Monday, March 2, 2009

Walking Broadway

As I'm struggling through the end of the Lent Term, I've become increasingly focused on the idea of how we can create a synergy between environmentalism and human welfare. How do we build cities that are both sustainable, and that also make life better for people?

One of the things that I noticed in Copenhagen, besides its plethora of bikes, was that the city center shopping area was entirely devoid of cars. Instead, the area was simply filled with bikers and walkers.

This is an example of what is known as the "pedestrian-mall" concept, wherein a central downtown area is closed to vehicular traffic. These pedestrian malls were a fairly popular urban-planning technique for years, but their track record isn't particularly good, and city after city has given up on them and re-opened up their downtowns to auto traffic.

This doesn't mean that they are doomed to fail; but that pedestrian-malls need to be built carefully. In Copenhagen, it seems that the concept works very well because such a large portion of the population commutes via bicycle. Additionally, the area around the pedestrian-mall is very well linked to the rest of the city by bus and metro.

In areas which are well serviced by public transport, and have heavy pedestrian traffic, pedestrian malls can greatly enhance the quality of city life. They can allow for more sidewalk cafes, street performers, food carts, etc.

The key, then, is to ensure that pedestrian-malls are easily accessible by non-vehicular transport. Which is why I believe that New York City's plan to close Broadway between 42nd and 47th street and 35th and 33rd streets, and create a pedestrian mall in Times Square and Heralds Square is a great idea.

Proponents of Mayor Bloomberg's plan believe that the plan will encourage pedestrians, improve the quality of life in New York City, and have minimal impact on vehicle traffic given that Broadway is not an incredibly efficient road for drivers in New York City.

Detractors of the plan cite failed pedestrian malls in places like Kalamazoo, and ask how people will get to Times Square without cars. Uh ... the same way people ALREADY get to Times Square? You know ... by that thing they call the subway?

I guess we'll all see what happens when the road closes down this spring, but my bet is that Bloomberg's experiment will prove successful. And if it is successful, it will demonstrate that human welfare and environmental sustainability need not be in conflict with each other, but that we can actually increase quality of life and sustainability at the same time.

For more views on the closing Broadway project, read this article in the New York Times.


Anonymous said...

I've been doing a lot of thinking about sustainability myself; I'm not convinced in the slightest that the Western way of life is sustainable. It's not just about cars; square foot per person needed to have appropriate space, furnishing that square footage, filling that square footage with appliances, and supporting that square footage on an appropriate amount of land. I wish it were easier to simplify.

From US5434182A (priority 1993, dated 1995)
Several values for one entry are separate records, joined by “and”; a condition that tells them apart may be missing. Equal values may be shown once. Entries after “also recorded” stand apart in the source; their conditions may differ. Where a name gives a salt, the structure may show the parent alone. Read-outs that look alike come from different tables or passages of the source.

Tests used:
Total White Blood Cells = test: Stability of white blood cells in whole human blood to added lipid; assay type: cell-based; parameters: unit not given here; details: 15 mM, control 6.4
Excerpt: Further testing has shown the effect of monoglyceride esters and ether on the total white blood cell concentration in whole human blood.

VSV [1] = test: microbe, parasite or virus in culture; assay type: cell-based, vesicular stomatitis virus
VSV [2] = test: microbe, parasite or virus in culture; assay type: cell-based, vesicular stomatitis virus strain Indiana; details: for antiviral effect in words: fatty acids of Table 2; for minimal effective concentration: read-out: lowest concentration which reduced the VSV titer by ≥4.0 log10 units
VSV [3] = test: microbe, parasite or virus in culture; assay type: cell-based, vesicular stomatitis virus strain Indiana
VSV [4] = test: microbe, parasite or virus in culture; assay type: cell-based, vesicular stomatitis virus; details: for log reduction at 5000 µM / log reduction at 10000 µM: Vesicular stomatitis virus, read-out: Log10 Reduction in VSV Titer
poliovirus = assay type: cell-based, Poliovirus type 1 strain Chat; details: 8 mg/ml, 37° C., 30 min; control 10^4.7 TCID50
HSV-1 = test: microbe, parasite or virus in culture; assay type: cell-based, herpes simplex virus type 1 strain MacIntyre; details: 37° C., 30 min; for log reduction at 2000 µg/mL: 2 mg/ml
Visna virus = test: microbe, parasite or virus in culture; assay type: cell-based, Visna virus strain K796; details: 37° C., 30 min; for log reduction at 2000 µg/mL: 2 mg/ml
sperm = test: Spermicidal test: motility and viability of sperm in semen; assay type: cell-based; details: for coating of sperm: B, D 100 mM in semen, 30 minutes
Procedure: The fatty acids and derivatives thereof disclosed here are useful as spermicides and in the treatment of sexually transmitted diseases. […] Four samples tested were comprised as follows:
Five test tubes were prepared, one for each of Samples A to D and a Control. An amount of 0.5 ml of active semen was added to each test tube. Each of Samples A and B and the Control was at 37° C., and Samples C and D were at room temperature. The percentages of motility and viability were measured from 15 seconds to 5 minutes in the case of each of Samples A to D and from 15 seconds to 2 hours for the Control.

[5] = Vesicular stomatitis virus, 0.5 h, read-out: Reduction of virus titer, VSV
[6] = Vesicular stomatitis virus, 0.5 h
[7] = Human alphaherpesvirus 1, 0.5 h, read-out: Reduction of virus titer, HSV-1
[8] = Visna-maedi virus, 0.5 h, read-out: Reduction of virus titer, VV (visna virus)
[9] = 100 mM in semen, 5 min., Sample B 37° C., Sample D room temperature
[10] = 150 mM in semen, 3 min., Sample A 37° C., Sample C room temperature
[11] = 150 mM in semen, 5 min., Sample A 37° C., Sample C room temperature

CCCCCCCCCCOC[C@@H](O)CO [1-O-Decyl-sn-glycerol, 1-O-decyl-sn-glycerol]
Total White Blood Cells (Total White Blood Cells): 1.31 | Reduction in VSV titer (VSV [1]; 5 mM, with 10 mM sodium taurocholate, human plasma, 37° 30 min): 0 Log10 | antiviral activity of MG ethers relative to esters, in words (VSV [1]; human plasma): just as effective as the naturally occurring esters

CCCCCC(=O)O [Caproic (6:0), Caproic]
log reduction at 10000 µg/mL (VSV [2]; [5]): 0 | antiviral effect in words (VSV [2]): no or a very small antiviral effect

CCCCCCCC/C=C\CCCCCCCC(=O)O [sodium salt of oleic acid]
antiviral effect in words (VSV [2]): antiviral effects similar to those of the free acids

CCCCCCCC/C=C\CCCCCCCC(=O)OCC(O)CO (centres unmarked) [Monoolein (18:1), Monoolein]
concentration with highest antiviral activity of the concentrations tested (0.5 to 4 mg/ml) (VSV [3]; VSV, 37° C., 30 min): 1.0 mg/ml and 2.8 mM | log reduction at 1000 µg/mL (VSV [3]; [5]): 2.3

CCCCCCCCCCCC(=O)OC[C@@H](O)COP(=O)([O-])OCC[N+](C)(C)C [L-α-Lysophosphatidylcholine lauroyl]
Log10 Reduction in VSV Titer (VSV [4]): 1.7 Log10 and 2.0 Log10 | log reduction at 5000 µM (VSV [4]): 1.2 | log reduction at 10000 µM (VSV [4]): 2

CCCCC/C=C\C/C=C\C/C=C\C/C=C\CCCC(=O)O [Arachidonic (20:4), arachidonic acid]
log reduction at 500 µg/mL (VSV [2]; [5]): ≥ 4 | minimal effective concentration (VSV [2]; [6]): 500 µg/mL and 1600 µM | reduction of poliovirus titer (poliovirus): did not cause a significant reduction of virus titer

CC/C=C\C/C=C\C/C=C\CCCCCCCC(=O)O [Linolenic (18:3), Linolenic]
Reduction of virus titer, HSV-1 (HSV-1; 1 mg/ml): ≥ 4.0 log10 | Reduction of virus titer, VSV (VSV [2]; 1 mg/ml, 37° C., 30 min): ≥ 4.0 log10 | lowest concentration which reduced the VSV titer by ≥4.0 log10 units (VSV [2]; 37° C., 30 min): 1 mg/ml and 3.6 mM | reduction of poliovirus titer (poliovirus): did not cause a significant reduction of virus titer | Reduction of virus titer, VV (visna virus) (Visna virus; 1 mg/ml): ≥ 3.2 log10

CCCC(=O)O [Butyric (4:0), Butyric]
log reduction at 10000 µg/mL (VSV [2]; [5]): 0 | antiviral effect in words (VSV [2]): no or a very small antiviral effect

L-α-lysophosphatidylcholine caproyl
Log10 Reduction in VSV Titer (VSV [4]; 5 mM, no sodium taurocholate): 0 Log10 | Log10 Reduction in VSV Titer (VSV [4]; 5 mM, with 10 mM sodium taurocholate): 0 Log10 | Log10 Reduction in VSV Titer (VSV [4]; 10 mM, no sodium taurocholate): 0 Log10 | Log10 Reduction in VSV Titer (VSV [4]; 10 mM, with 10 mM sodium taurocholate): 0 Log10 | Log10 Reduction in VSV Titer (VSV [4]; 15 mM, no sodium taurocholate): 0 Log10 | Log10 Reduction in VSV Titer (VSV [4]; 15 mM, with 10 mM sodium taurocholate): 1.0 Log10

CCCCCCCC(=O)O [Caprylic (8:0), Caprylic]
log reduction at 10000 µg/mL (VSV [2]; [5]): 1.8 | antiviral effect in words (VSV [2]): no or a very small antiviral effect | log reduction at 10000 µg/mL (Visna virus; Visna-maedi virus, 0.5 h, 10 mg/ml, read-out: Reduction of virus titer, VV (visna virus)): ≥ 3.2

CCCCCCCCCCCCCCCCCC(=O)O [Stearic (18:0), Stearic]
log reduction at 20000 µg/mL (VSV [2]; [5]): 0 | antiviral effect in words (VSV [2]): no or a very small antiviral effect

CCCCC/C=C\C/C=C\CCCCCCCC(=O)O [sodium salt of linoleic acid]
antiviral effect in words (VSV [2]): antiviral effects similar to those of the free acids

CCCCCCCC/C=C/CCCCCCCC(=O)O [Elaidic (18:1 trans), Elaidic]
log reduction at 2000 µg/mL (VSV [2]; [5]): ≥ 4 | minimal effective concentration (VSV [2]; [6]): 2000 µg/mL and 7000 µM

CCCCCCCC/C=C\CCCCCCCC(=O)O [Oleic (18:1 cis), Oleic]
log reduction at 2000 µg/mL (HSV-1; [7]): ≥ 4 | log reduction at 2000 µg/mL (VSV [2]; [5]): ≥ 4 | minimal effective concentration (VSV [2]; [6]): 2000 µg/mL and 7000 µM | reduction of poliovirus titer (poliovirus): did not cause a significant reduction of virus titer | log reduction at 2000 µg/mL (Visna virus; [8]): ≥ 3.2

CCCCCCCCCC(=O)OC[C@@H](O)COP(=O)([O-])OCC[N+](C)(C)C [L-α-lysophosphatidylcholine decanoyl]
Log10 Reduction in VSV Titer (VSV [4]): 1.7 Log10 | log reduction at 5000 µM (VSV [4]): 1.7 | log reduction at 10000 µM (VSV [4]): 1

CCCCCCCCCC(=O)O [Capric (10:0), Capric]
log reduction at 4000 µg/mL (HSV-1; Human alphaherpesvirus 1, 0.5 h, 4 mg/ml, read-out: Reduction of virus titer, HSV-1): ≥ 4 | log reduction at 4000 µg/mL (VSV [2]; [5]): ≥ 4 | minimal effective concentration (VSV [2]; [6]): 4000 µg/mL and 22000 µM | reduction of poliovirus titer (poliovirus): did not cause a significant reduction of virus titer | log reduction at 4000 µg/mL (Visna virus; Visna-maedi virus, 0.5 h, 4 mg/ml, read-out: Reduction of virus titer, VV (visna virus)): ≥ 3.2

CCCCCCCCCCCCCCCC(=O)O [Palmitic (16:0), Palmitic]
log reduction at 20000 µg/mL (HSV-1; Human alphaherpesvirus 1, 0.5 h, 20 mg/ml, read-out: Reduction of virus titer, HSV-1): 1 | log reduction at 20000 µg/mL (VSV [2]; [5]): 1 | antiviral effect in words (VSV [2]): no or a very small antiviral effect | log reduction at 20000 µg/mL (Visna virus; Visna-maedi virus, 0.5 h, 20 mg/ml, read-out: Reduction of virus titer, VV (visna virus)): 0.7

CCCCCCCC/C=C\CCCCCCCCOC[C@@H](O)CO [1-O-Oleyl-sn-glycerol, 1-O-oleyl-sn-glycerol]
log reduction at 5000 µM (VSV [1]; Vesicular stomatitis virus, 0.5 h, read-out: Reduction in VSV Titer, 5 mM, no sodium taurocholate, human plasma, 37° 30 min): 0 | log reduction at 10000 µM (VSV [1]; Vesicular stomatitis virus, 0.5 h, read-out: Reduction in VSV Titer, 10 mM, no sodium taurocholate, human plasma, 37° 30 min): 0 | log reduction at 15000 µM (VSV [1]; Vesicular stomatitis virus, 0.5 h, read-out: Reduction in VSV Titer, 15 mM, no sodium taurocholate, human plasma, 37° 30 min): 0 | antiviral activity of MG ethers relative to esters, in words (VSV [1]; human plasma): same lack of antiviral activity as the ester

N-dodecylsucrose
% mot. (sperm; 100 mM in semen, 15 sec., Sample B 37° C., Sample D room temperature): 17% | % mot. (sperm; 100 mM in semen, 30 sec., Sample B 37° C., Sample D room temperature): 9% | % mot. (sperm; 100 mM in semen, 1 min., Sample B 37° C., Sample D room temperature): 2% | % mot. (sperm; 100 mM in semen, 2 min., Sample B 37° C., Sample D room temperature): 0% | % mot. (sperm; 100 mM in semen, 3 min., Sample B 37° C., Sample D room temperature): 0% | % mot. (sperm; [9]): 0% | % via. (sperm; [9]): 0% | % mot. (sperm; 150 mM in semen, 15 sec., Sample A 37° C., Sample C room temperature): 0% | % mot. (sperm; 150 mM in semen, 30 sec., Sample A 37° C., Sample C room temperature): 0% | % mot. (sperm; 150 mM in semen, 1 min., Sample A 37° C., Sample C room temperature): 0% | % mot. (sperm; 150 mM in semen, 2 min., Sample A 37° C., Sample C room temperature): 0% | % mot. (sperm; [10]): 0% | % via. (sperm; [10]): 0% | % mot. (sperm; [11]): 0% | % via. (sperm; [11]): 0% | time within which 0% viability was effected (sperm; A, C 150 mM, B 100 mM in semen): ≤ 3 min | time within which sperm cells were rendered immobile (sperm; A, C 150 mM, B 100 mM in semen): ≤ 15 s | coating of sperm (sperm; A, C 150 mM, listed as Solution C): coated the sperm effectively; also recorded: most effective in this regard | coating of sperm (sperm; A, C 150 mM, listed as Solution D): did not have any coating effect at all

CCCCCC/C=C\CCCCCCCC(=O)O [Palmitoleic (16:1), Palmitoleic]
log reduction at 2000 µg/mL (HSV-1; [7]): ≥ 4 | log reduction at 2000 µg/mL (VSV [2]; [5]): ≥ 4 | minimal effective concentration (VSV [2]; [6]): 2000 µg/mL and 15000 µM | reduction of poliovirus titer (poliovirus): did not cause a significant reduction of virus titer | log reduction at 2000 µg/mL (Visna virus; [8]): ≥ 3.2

ruchi said...

Academic, you're right, there are a lot of things involved in calculating sustainability. I'm not entirely convinced every aspect of the "Western" way of life is sustainable either, but I do believe that the human welfare component: people having universal health care, universal pre-school-12 education, etc IS sustainable. I just think it has to be.

Erin aka Conscious Shopper said...

I don't know how anyone ever drove through Times Square. It's always packed with pedestrians anyway.

In Raleigh, they're doing the opposite right now - turning a street that was made into a city plaza back into a street. The street will still be closed off for special events and such, but open to traffic the rest of the time. To be honest, it seemed weird to have a plaza dividing a major street. You get used to it if you live here, but it was very confusing when we first moved here and I think would be especially confusing for tourists.

In Silver Spring, MD, there were a couple streets near downtown shopping and restaurants that were closed off on Friday nights and the weekends to allow for pedestrians. They were side streets, not major streets, and it worked very well.

Interesting concept, and I'm interested in seeing how it works in other places.

Electronic Goose said...

Jaime Lerner did this in Curitiba, Brazil and it worked wonders. He also closed certain lanes of traffic to only public transit.

ruchi said...

Erin, yes, the "pedestrian-mall" concept has its problems and if it is not implemented properly can fail. In fact, my hero Jane Jacobs was somewhat critical of pedestrian malls in her book "Death and Life of American Cities" but it depends, again on the context. Given the specific context of Times Square and Herald Square, I think it will work well.

Anonymous said...

I think your tactic of making parking more difficult is better than just making one pedestrian street. It has to include curtailing growth in other areas, too.

The pedestrian (and taxi-and-bus) mall in Minneapolis (Nicollet Mall) isn't particularly pedestrian friendly, but it's packed whenever the temp is above freezing - because driving in downtown generally is such a pain, lots of people walked or bussed or biked to the area in the first place. I imagine in places like Kalamazoo the pedestrian-only area is surrounded by really car-friendly areas, so it's easy for people to just drive around the plaza.